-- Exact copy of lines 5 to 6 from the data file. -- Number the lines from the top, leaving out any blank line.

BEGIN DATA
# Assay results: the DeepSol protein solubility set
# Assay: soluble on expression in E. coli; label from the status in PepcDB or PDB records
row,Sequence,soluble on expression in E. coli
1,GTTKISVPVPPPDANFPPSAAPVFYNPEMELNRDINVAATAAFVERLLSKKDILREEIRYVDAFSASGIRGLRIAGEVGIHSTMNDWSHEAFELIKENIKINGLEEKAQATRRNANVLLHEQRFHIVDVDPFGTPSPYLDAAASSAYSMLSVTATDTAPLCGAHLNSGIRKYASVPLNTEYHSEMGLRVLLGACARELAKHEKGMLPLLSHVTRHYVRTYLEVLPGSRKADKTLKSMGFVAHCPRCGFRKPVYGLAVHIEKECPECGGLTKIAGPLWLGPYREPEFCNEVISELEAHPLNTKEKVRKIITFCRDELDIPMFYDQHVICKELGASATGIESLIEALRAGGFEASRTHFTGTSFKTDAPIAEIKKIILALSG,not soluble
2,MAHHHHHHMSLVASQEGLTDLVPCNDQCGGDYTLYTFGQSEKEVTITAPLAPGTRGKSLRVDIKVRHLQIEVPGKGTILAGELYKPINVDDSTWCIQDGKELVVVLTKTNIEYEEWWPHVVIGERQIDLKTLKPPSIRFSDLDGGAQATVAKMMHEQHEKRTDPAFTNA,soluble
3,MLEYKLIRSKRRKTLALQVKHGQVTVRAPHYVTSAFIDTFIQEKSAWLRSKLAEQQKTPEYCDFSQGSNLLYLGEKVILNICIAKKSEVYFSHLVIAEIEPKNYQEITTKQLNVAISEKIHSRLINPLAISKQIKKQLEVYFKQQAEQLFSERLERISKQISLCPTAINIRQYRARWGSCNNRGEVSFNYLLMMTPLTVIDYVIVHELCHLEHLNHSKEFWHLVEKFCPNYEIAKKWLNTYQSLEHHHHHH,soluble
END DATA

2,MAHHHHHHMSLVASQEGLTDLVPCNDQCGGDYTLYTFGQSEKEVTITAPLAPGTRGKSLRVDIKVRHLQIEVPGKGTILAGELYKPINVDDSTWCIQDGKELVVVLTKTNIEYEEWWPHVVIGERQIDLKTLKPPSIRFSDLDGGAQATVAKMMHEQHEKRTDPAFTNA,soluble
3,MLEYKLIRSKRRKTLALQVKHGQVTVRAPHYVTSAFIDTFIQEKSAWLRSKLAEQQKTPEYCDFSQGSNLLYLGEKVILNICIAKKSEVYFSHLVIAEIEPKNYQEITTKQLNVAISEKIHSRLINPLAISKQIKKQLEVYFKQQAEQLFSERLERISKQISLCPTAINIRQYRARWGSCNNRGEVSFNYLLMMTPLTVIDYVIVHELCHLEHLNHSKEFWHLVEKFCPNYEIAKKWLNTYQSLEHHHHHH,soluble